Long, run-on sentences and huge paragraphs are generally harder to read and absorb. Where it makes sense, break your content up into more digestible chunks. 5 short paragraphs are much more easily remembered than 1 long, run-on paragraph, and are also much easier to scan and reference.
Tip 2: The Right Message at the Right Time
Something else to consider is: “Is all this content really relevant right now?”. Do I need to say everything, here, right now? On websites especially, consider if your content can be broken up, while still making sense. This idea will be second nature to anyone used to a website marketing funnel. Separate your content into topics/sections like Main Proposition, Benefits, Mission, Specific Use Cases, Social Proof, Call to Action etc. This will allow easy navigation of content.
Taking this a step further. Rather than a one size fits all solution, repeat the process for your different customer personas or target markets. Do different age groups have different reasons for buying your products and different benefits? Try separating this content onto alternative landing pages and speaking to them directly, while deprioritising information they don’t care about.
In print, this means finding out exactly who will be receiving your marketing, and speaking to them directly and specifically, rather than throwing the whole kitchen sink at them (figuratively).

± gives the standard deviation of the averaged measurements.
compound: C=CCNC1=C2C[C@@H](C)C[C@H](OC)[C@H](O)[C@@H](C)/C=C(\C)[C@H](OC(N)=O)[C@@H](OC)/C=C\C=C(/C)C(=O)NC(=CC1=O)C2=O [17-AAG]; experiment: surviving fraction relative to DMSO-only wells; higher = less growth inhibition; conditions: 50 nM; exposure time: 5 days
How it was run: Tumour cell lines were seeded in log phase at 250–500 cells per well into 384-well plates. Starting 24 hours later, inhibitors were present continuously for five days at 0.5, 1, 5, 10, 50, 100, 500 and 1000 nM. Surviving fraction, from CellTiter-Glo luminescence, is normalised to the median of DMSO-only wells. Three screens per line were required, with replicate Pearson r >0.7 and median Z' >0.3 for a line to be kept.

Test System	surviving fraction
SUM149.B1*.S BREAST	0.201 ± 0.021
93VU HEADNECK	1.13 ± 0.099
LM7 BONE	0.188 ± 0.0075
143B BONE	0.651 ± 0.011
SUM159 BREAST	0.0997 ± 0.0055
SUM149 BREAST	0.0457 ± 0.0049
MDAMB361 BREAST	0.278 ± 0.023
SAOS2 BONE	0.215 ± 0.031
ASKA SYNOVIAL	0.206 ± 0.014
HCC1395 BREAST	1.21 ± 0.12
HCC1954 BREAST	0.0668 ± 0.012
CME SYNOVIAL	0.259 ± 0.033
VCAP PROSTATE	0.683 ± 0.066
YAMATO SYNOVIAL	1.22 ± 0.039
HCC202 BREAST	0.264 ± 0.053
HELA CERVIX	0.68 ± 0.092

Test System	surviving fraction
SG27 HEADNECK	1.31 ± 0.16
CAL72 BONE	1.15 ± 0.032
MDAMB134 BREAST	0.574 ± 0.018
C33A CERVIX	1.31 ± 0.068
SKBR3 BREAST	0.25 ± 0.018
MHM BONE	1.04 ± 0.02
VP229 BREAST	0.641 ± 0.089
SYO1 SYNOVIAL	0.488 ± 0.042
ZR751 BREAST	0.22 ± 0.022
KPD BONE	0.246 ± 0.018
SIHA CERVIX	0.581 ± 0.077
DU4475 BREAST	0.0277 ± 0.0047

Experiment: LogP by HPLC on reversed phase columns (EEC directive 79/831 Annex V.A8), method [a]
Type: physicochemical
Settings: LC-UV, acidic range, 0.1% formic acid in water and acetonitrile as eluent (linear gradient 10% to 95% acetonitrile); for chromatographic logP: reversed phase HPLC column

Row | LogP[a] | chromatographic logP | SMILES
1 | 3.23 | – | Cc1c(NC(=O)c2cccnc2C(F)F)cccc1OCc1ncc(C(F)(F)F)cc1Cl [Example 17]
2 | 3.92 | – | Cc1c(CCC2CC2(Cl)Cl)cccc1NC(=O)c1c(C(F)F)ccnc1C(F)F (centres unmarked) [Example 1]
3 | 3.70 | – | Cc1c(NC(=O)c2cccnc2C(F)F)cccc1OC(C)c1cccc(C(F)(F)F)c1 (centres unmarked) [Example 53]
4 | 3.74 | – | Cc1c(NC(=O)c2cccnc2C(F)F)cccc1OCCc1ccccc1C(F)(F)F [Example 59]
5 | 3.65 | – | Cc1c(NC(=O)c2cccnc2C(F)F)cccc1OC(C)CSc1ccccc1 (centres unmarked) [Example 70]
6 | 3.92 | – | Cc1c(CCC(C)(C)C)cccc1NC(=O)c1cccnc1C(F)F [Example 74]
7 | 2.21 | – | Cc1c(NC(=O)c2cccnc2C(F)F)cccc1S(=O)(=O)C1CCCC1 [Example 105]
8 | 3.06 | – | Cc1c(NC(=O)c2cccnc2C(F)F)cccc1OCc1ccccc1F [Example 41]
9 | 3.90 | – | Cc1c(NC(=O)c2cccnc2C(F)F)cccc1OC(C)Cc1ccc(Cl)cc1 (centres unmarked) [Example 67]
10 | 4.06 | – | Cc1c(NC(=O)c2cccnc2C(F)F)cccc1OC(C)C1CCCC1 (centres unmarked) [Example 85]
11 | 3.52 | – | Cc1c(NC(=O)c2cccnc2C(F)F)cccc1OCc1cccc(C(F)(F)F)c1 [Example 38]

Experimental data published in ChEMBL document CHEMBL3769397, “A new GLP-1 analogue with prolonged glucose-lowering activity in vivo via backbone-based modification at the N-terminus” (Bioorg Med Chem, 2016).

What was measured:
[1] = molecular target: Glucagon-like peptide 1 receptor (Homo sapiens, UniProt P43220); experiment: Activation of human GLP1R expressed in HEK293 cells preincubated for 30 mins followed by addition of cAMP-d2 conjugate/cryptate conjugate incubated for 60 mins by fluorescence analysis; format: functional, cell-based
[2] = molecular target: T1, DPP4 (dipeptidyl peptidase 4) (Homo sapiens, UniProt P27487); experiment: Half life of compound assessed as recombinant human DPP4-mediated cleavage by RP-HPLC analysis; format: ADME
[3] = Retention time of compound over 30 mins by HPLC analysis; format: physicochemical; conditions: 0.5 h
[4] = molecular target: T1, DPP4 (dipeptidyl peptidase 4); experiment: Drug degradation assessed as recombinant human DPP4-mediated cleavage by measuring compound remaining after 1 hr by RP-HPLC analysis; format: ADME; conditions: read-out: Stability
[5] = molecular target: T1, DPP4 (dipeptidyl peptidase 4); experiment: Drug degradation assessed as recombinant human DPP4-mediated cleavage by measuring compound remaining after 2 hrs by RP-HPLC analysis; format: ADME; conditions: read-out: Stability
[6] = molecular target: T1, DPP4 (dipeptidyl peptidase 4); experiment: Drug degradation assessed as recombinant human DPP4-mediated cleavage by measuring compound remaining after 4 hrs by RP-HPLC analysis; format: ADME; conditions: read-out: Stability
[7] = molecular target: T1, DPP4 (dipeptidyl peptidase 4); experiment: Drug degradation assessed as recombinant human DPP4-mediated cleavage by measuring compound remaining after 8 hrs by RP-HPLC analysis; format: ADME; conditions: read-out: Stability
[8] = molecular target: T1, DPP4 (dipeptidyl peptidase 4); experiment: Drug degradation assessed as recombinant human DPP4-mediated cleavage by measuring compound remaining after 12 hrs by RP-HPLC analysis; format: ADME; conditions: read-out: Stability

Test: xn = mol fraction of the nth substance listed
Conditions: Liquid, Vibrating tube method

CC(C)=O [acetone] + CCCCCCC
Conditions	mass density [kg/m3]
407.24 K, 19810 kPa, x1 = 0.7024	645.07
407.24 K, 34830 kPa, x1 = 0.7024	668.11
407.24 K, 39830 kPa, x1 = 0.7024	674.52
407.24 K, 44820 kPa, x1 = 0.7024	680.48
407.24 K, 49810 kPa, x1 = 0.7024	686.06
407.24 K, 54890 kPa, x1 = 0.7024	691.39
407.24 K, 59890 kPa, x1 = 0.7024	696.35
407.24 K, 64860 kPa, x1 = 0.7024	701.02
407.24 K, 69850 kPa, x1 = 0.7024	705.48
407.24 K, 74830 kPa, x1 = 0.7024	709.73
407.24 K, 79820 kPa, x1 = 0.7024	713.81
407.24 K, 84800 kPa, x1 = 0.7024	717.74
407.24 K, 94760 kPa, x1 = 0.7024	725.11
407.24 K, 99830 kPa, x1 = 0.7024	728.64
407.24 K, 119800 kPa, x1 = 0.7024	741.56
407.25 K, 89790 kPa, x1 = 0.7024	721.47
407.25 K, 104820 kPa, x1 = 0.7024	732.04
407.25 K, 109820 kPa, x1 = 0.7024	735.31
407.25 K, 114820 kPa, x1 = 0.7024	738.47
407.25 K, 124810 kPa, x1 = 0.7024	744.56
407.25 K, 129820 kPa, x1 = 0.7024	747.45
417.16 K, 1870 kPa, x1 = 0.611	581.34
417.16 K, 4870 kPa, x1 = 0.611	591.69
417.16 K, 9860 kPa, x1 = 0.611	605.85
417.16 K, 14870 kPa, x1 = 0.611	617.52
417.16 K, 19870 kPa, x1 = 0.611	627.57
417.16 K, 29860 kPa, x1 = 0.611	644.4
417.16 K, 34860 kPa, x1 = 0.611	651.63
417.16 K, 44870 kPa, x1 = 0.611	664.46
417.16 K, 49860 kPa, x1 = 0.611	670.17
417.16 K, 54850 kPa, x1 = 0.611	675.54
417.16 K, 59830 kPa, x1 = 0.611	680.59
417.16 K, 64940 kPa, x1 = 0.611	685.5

Tip 3: Treat Each Medium Individually
Yes, consistency is key when it comes to your brand and your messaging. Consistency reinforces the impression of your brand in your customers’ minds. However, do not forget that each medium - websites, online/social adverts, social media, and printed media are all interacted with differently and therefore content length has a different impact.
There is no hard and fast rule, but considering how much time a customer is expected to interact with content should give you a good impression of how much content you should present.
Websites can hold much more content that can be navigated at a user's leisure, whereas a social media advert might only be 15-30 seconds, and need to both capture attention and get your message across over a short period of time. Copy and pasting the exact same messaging from posters to adverts, social media and the web without considering the platform and how users interact with it, won’t do you any favours.
Tip 4: Distill Your Copy, Don’t Condense It
Writing short copy well, is quite frankly, hard. In the words of Mark Twain:
“Not that the story need be long, but it will take a long while to make it short.”
Writing effective, shorter copy is much less about reducing than it is about distilling. Keep in mind that in this shorter length, you want the same concentration of ideas and story. Some of the best brand taglines are several words long, but speak volumes.
Nike: Just Do It
Dollar Shave Club: Shave Time, Shave Money
Air BnB: Belong Anywhere
Apple: Think Different
Try and apply the same thought process to your copy. Can a paragraph or sentence be refined? Can a turn of phrase, simile, or clever wording make your message more concise but more impactful? If it can, Just Do It.
Tip 5: Remember SEO When Writing Website Copy